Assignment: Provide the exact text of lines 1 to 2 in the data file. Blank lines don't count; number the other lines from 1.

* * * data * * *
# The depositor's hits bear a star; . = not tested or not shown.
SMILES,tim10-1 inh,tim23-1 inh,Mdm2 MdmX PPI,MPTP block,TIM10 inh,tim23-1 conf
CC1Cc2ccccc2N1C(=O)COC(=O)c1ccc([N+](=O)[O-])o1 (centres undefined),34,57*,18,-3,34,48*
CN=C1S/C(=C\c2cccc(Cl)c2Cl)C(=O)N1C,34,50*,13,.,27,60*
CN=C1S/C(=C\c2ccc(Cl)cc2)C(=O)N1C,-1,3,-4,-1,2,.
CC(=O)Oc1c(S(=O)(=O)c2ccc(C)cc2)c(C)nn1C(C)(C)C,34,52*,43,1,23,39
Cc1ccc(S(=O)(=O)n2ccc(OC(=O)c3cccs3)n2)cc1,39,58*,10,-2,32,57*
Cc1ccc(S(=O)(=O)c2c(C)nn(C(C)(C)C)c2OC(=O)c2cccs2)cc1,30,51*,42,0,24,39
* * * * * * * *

# The depositor's hits bear a star; . = not tested or not shown.
SMILES,tim10-1 inh,tim23-1 inh,Mdm2 MdmX PPI,MPTP block,TIM10 inh,tim23-1 conf